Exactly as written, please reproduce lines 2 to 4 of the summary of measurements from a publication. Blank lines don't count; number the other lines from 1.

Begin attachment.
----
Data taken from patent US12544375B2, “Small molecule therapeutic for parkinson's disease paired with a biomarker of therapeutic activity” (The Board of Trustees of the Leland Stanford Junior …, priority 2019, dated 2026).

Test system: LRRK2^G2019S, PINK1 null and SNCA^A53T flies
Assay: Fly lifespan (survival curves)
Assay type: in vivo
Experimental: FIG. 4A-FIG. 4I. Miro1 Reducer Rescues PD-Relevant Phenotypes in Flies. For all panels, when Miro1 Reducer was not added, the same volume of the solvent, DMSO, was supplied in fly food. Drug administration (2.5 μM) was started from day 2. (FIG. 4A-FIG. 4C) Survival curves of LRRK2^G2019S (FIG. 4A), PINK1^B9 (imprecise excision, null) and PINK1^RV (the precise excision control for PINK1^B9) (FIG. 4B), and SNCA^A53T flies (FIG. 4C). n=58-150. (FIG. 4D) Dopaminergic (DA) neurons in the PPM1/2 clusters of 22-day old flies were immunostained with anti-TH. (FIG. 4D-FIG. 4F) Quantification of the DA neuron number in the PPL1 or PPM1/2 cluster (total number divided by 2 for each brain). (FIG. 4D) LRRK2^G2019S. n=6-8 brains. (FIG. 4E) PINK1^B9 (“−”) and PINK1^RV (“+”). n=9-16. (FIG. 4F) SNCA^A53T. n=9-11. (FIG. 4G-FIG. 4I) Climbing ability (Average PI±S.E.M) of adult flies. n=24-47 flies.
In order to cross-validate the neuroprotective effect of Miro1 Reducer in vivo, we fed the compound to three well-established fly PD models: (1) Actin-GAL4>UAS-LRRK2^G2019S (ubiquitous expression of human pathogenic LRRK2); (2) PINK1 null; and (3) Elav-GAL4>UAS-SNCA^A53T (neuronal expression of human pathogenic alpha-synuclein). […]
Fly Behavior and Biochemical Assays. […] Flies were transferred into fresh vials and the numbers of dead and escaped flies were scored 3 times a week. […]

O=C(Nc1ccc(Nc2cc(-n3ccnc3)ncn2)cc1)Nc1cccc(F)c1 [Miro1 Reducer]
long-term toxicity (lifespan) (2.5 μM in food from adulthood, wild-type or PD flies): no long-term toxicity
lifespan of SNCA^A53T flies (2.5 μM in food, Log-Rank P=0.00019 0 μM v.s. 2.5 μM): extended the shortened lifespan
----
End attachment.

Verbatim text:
Test system: LRRK2^G2019S, PINK1 null and SNCA^A53T flies
Assay: Fly lifespan (survival curves)
Assay type: in vivo